• Word count: 1870
  9. Is Police Brutality Ever Justified?

    Supporters of police brutality may perhaps take the same stance as the consequentialists. Consequentialism is the ethical view that ?morality is all about producing the right kinds of overall consequences.? (Haines, 2006) In other words, the ends justify the means resulting in the Dirty Harry dilemma where the objective is good but the actions may require dirty work. Ethical altruists will argue that an individual should take an action that would benefit everyone instead of themselves. How do these philosophies relate to police brutality? Consider for example interrogation. The primary goal of police interrogations is to obtain a confession about a crime.

    • Word count: 1241
  10. How are legal and illegal opium markets affected by global relations?

    In the 1700?s Britain was importing opium into China from its colonies in India. The numbers of opium users and addiction was increasing rapidly and had become so vast that the Chinese emperor banned its import but despite the prohibition and Britain finding it unfair and against free trade principles, continued to supply. This continuation resulted in the opium wars forcing China to allow the importation of opium. . (The Open University, 2009(b)). Many decades on the British government, with Tony Blair as prime minister, used the Chinese emperor?s previous views to validate the military action in Afghanistan and to destroy of Afghanistan opium crops.

    • Word count: 1517
  11. Marijuana Legalization. The first and most basic reason that marijuana should be legal is that there is no good reason for it not to be legal

    From a philosophical point of view, individuals deserve the right to make choices for themselves. The government only has a right to limit those choices if the individual's actions endanger someone else. This does not apply to marijuana, since the individual who chooses to use marijuana does so according to his or her own free will. The government also may have a right to limit individual actions if the actions pose a significant threat to the individual. But this argument does not logically apply to marijuana because marijuana is far less dangerous than some drugs which are legal, such as alcohol and tobacco.

    • Word count: 1184
  12. Diploma in Criminology Assignment . Is youth crime a problem in your area? If so what do you consider may be contributing factors?

    Many children may have been living in many different foster homes or in hostels from a young and when they become teenagers they feel angry, lonely and let down resulting in them becoming criminals. Task 16. Discuss the role in the community in supporting youths and preventing youth crime. There are several different roles in my community that are in place to support youths and prevent youth crime. A major role is set within the Police Service who train their officers and show the public how they work with all children and young people.

    • Word count: 1592
  13. Discuss the key features and changes in the history of crime and punishment in the UK

    Hanging was seen as the best option, so much so that around 75,000 people were thought to have been executed in this manner between the year of 1530 and 1630. There were other types of punishments including fines, the use of the stocks/pillory, boiling alive, and forfeiture of land or property. These would be used for petty crimes; there was no obvious punishment structure so punishments were handed out according to what was thought to be best. It was thought that if punishments were carried out publicly, it would be seen as a deterrent for others.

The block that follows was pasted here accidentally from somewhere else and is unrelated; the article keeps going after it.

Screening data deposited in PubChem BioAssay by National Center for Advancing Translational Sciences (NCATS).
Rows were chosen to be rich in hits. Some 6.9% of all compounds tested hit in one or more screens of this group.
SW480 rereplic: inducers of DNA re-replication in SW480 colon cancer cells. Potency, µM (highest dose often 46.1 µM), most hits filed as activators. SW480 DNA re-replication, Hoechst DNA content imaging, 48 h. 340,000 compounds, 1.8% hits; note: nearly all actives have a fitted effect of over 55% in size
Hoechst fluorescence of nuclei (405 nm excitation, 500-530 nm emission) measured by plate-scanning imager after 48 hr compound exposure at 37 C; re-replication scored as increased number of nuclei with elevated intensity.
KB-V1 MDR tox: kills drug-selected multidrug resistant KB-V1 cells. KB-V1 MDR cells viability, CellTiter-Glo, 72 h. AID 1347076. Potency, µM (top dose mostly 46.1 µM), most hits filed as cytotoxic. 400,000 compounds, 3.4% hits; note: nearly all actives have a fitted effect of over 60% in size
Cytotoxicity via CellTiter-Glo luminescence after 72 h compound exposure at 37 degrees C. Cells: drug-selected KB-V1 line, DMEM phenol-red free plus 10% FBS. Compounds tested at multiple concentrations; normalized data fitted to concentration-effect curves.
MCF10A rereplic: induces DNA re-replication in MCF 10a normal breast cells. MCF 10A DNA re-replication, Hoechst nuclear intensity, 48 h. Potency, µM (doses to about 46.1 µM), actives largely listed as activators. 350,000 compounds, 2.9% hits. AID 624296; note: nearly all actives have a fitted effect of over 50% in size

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  14. To have an in-depth understanding social justice we need different types of evidence. Discuss.

    ??We are looking at social divides far more important than those reflected merely by income?.poverty and wealth are fundamentally about being excluded from society or included in it? (Dorling et al, in John Clarke, pg: 38). When the Dorling Study looked at the distribution of wealth as well as income it reported that income inequalities grew rapidly in the UK in the late twentieth century, and that geographical areas are increasingly dominated by wealthy or poor residents with a decline in social mixing (John Clarke, pg: 38).

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  15. The ultimate goal in the fight against domestic violence should be to provide the ground work to stop the abuse before it begins.

    Educating society as a whole also is a very important key to ending domestic violence this is accomplished through changes in public policy and practices Only recently, within the past twenty-five years, has been the issue of domestic violence been ?brought into the open as a field of concern and study? (Violence against Women in the Family) The Domestic Violence Movements main focus is to improve the treatment of victims and make laws accountable for the act. Much tougher laws are needed since most abusers are given a slap on the wrist, it gives them and other people like them,

    • Word count: 1356
  16. Decriminalising Marijuana: Social and Legal Implications

    Prohibition laws and their enforcement carry a significant cost to society. While there are likely to be many social costs associated with cannabis prohibition, they may be difficult to quantify.[4] One concern which may be noted, however, is the harm caused to those convicted in jurisdictions where possession or personal use of cannabis are criminal offences. The penalties may be severe, ranging from prison sentences to heavy fines, and while it may be argued that prison sentences for minor cannabis offences are rare, a cannabis user may still receive a criminal record which will stay with them indefinitely, negatively affecting

    • Word count: 1930